Some of the things that should be on your list will include:

  • Doors and windows are closed – especially all fire doors.
  • All appropriate lights are switched off
  • Appropriate electrical equipment is switched off
  • IMPORTANT: Answer phone is switched over to out of hours service
  • Alarm is set.
  • Patient notes are securely locked away.

EMERGENCIES

A common source of anxiety to a receptionist is what to do when faced with an emergency. This can be very daunting to a new Receptionist but with good training and Practice Procedures and Polices you will soon become skilled in dealing with such emergencies.

As a Receptionist you may be required to learn basic first aid. Your practice will arrange such training for you.

It may seem very daunting when you first start as a Receptionist – but no one expects you to know everything at once. Take each day as it comes – shadow a fellow Receptionist and ask questions all the time.

In my experience in hiring Receptionist it can take up to 6 months before a Receptionist is really confident – but as we all know nothing stays the same and things within the NHS and Surgeries never stay the same – there are always new procedures and changes to existing policies so at the end of the day we are learning something new all the time.

Helping Patients With Learning Disabilities


People with learning disabilities are a small proportion of the population; however evidence suggests they have greater health needs, in relation to hearing and visual disabilities, hypertension, chronic bronchitis, epilepsy, cerebral palsy, gross obesity, spinal deformities, skin disorders and mental health.

Patient can often feel intimidated and often feel confused and may be happy to let their carer speak for them.

They might often see the Doctor or Nurse but leave the room without having communicated what the reason was for attending the Surgery. In addition to these problems many people with learning disabilities may not be able to understand written instruction which can cause them some distress.

Areas to be Considered

Communication

  • Use clear short sentences
  • Check the patient’s comprehension of the conversation by asking questions that will clarify that they have understood.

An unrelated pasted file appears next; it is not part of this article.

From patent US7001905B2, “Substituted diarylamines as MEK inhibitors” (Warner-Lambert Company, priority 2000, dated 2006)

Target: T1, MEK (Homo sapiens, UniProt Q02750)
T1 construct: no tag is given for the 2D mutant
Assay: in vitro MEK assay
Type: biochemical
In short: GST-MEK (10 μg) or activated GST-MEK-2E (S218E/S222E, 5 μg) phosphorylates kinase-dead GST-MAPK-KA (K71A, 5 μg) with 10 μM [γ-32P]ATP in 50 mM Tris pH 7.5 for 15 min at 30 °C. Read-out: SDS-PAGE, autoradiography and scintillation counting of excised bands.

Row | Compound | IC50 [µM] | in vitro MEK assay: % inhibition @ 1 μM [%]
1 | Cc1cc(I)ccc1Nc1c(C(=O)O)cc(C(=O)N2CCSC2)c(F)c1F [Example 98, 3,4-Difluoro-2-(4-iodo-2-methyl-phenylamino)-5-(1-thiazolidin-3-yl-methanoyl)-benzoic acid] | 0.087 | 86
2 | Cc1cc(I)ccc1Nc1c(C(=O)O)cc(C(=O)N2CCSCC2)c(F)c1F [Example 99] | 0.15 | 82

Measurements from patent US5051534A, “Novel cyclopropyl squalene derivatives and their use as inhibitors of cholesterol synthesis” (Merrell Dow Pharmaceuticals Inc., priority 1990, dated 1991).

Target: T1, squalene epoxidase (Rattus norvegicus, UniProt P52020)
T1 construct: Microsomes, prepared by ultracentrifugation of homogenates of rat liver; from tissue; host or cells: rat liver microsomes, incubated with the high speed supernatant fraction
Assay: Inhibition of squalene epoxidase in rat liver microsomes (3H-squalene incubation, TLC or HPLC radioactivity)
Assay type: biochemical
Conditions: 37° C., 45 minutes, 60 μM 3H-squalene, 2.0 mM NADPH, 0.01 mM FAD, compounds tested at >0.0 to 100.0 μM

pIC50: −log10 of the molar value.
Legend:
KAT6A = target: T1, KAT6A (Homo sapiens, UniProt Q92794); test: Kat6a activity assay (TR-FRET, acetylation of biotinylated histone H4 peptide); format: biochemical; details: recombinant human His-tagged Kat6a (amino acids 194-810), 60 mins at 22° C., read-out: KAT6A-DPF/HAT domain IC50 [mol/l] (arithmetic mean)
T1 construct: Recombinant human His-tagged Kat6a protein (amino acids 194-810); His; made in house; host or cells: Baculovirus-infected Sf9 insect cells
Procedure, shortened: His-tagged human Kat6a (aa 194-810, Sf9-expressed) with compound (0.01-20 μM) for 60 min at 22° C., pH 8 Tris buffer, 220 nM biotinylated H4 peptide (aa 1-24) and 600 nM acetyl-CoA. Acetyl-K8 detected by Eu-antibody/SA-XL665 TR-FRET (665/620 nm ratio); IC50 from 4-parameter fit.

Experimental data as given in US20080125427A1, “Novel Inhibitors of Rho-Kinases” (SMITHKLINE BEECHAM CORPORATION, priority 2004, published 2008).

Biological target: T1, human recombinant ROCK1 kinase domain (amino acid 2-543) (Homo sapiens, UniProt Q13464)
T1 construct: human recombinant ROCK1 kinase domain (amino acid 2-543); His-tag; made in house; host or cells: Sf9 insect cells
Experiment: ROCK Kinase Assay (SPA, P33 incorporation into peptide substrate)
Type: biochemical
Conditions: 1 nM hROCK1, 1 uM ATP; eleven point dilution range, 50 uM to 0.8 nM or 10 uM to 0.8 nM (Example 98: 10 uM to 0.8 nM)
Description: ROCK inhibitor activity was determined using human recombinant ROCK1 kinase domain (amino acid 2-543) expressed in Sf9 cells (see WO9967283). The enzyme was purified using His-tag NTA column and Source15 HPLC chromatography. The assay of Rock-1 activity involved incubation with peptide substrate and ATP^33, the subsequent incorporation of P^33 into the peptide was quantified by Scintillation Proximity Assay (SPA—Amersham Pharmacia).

• Give clear information. It might be necessary to explain in more detail because of the patient’s level of understanding.
  • If it helps the patient write instructions down.
  • When asking the patient asks a question please give them time to reply.
  • Direct the question at the patient rather than just to their Carer.
  • Use good body language and eye contact at all times.
  • Make them feel at ease.
  • Do not rush them.
  • Give them your full attention.
  • Most of all give them time.

Appointments

  • Consider booking a longer appointment to give both the GP and the patient time to communicate.
  • People with learning disabilities may become anxious in a crowded and noisy waiting room, so appointments booked at quieter times of the day might ease anxiety.
  • Some people with learning disabilities may find it difficult while waiting for their appointment; this may be overcome by booking at the beginning of the appointment list.
  • Continuity is important to people with learning disabilities – if they gel well with a certain Doctor or Nurse wherever possible please try to book them with that Doctor/Nurse.
  • Always give an appointment card for their next appointment; please do not give it verbally.

Know Your Patients

A good receptionist will know her patients – and will understand the patients especially those with special needs. She will know exactly the needs of the patient and will endeavour to do her utmost to ensure that the patient has a good experience when coming to the Surgery and this begins at the front desk.